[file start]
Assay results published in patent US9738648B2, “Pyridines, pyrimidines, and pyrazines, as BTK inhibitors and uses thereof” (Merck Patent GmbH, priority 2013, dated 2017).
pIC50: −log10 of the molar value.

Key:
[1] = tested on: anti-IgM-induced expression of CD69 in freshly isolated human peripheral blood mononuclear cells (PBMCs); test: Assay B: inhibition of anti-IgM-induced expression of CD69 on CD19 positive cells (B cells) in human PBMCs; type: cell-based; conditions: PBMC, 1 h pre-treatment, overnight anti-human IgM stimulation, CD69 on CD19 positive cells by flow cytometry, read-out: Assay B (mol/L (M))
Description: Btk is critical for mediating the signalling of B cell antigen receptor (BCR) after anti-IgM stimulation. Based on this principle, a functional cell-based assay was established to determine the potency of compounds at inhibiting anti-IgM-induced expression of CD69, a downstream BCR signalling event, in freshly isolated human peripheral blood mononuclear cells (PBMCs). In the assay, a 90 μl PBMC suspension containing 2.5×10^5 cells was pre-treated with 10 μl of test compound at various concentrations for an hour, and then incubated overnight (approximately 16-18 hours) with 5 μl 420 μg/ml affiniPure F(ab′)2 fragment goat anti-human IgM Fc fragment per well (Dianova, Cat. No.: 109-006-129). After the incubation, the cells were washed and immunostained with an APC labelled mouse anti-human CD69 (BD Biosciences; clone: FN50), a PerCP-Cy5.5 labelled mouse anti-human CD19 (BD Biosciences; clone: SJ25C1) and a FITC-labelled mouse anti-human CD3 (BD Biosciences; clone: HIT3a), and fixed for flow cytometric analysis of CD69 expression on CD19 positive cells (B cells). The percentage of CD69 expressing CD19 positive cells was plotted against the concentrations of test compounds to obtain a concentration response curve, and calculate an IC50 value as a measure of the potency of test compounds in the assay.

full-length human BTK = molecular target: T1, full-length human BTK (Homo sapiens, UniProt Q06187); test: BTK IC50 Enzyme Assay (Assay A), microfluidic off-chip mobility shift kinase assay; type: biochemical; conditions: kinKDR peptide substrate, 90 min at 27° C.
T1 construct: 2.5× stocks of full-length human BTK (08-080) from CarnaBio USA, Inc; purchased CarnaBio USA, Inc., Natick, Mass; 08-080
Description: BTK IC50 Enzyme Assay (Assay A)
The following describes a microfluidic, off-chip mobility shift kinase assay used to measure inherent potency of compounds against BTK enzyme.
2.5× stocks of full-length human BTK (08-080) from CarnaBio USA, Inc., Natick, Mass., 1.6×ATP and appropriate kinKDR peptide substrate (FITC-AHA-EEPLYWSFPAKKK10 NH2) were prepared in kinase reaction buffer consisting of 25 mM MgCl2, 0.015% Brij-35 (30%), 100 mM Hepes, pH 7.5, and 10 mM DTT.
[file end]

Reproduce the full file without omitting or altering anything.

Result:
Assay results published in patent US9738648B2, “Pyridines, pyrimidines, and pyrazines, as BTK inhibitors and uses thereof” (Merck Patent GmbH, priority 2013, dated 2017).
pIC50: −log10 of the molar value.

Key:
[1] = tested on: anti-IgM-induced expression of CD69 in freshly isolated human peripheral blood mononuclear cells (PBMCs); test: Assay B: inhibition of anti-IgM-induced expression of CD69 on CD19 positive cells (B cells) in human PBMCs; type: cell-based; conditions: PBMC, 1 h pre-treatment, overnight anti-human IgM stimulation, CD69 on CD19 positive cells by flow cytometry, read-out: Assay B (mol/L (M))
Description: Btk is critical for mediating the signalling of B cell antigen receptor (BCR) after anti-IgM stimulation. Based on this principle, a functional cell-based assay was established to determine the potency of compounds at inhibiting anti-IgM-induced expression of CD69, a downstream BCR signalling event, in freshly isolated human peripheral blood mononuclear cells (PBMCs). In the assay, a 90 μl PBMC suspension containing 2.5×10^5 cells was pre-treated with 10 μl of test compound at various concentrations for an hour, and then incubated overnight (approximately 16-18 hours) with 5 μl 420 μg/ml affiniPure F(ab′)2 fragment goat anti-human IgM Fc fragment per well (Dianova, Cat. No.: 109-006-129). After the incubation, the cells were washed and immunostained with an APC labelled mouse anti-human CD69 (BD Biosciences; clone: FN50), a PerCP-Cy5.5 labelled mouse anti-human CD19 (BD Biosciences; clone: SJ25C1) and a FITC-labelled mouse anti-human CD3 (BD Biosciences; clone: HIT3a), and fixed for flow cytometric analysis of CD69 expression on CD19 positive cells (B cells). The percentage of CD69 expressing CD19 positive cells was plotted against the concentrations of test compounds to obtain a concentration response curve, and calculate an IC50 value as a measure of the potency of test compounds in the assay.

full-length human BTK = molecular target: T1, full-length human BTK (Homo sapiens, UniProt Q06187); test: BTK IC50 Enzyme Assay (Assay A), microfluidic off-chip mobility shift kinase assay; type: biochemical; conditions: kinKDR peptide substrate, 90 min at 27° C.
T1 construct: 2.5× stocks of full-length human BTK (08-080) from CarnaBio USA, Inc; purchased CarnaBio USA, Inc., Natick, Mass; 08-080
Description: BTK IC50 Enzyme Assay (Assay A)
The following describes a microfluidic, off-chip mobility shift kinase assay used to measure inherent potency of compounds against BTK enzyme.
2.5× stocks of full-length human BTK (08-080) from CarnaBio USA, Inc., Natick, Mass., 1.6×ATP and appropriate kinKDR peptide substrate (FITC-AHA-EEPLYWSFPAKKK10 NH2) were prepared in kinase reaction buffer consisting of 25 mM MgCl2, 0.015% Brij-35 (30%), 100 mM Hepes, pH 7.5, and 10 mM DTT.